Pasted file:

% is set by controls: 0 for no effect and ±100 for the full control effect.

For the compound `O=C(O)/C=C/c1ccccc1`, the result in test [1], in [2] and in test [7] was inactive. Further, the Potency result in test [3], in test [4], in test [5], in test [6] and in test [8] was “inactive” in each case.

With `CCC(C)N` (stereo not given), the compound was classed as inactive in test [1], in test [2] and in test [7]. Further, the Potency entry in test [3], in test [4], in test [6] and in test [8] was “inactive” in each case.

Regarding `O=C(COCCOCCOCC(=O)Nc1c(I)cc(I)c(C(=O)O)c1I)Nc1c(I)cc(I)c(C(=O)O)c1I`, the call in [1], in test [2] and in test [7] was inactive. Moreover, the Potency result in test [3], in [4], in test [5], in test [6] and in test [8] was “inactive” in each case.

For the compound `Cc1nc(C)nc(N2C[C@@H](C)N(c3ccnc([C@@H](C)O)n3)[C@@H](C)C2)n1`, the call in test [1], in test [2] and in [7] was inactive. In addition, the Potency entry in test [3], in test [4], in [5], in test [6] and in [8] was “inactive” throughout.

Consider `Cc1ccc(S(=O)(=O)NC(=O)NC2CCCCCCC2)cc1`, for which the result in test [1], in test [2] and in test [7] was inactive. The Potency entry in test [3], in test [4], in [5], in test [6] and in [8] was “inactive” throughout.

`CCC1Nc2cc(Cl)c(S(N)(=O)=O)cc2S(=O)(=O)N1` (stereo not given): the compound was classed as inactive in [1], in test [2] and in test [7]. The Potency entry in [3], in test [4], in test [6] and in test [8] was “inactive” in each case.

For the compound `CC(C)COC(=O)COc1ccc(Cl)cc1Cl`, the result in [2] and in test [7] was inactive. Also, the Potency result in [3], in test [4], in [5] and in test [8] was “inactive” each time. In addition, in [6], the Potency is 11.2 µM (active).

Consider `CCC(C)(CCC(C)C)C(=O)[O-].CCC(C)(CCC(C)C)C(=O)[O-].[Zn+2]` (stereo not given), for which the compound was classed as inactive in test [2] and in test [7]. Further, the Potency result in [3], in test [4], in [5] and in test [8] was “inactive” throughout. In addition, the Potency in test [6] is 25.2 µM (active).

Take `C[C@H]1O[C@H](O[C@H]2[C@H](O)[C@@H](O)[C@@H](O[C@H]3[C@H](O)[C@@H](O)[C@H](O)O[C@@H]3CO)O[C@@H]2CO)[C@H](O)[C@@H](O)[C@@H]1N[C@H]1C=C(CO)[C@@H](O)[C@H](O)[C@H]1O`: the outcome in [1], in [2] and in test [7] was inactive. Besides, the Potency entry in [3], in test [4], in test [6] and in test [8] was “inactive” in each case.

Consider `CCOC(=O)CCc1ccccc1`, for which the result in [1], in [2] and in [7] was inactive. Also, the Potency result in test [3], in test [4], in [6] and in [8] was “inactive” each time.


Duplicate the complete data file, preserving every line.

% is set by controls: 0 for no effect and ±100 for the full control effect.

For the compound `O=C(O)/C=C/c1ccccc1`, the result in test [1], in [2] and in test [7] was inactive. Further, the Potency result in test [3], in test [4], in test [5], in test [6] and in test [8] was “inactive” in each case.

With `CCC(C)N` (stereo not given), the compound was classed as inactive in test [1], in test [2] and in test [7]. Further, the Potency entry in test [3], in test [4], in test [6] and in test [8] was “inactive” in each case.

Regarding `O=C(COCCOCCOCC(=O)Nc1c(I)cc(I)c(C(=O)O)c1I)Nc1c(I)cc(I)c(C(=O)O)c1I`, the call in [1], in test [2] and in test [7] was inactive. Moreover, the Potency result in test [3], in [4], in test [5], in test [6] and in test [8] was “inactive” in each case.

For the compound `Cc1nc(C)nc(N2C[C@@H](C)N(c3ccnc([C@@H](C)O)n3)[C@@H](C)C2)n1`, the call in test [1], in test [2] and in [7] was inactive. In addition, the Potency entry in test [3], in test [4], in [5], in test [6] and in [8] was “inactive” throughout.

Consider `Cc1ccc(S(=O)(=O)NC(=O)NC2CCCCCCC2)cc1`, for which the result in test [1], in test [2] and in test [7] was inactive. The Potency entry in test [3], in test [4], in [5], in test [6] and in [8] was “inactive” throughout.

`CCC1Nc2cc(Cl)c(S(N)(=O)=O)cc2S(=O)(=O)N1` (stereo not given): the compound was classed as inactive in [1], in test [2] and in test [7]. The Potency entry in [3], in test [4], in test [6] and in test [8] was “inactive” in each case.

For the compound `CC(C)COC(=O)COc1ccc(Cl)cc1Cl`, the result in [2] and in test [7] was inactive. Also, the Potency result in [3], in test [4], in [5] and in test [8] was “inactive” each time. In addition, in [6], the Potency is 11.2 µM (active).

Consider `CCC(C)(CCC(C)C)C(=O)[O-].CCC(C)(CCC(C)C)C(=O)[O-].[Zn+2]` (stereo not given), for which the compound was classed as inactive in test [2] and in test [7]. Further, the Potency result in [3], in test [4], in [5] and in test [8] was “inactive” throughout. In addition, the Potency in test [6] is 25.2 µM (active).

Take `C[C@H]1O[C@H](O[C@H]2[C@H](O)[C@@H](O)[C@@H](O[C@H]3[C@H](O)[C@@H](O)[C@H](O)O[C@@H]3CO)O[C@@H]2CO)[C@H](O)[C@@H](O)[C@@H]1N[C@H]1C=C(CO)[C@@H](O)[C@H](O)[C@H]1O`: the outcome in [1], in [2] and in test [7] was inactive. Besides, the Potency entry in [3], in test [4], in test [6] and in test [8] was “inactive” in each case.

Consider `CCOC(=O)CCc1ccccc1`, for which the result in [1], in [2] and in [7] was inactive. Also, the Potency result in test [3], in test [4], in [6] and in [8] was “inactive” each time.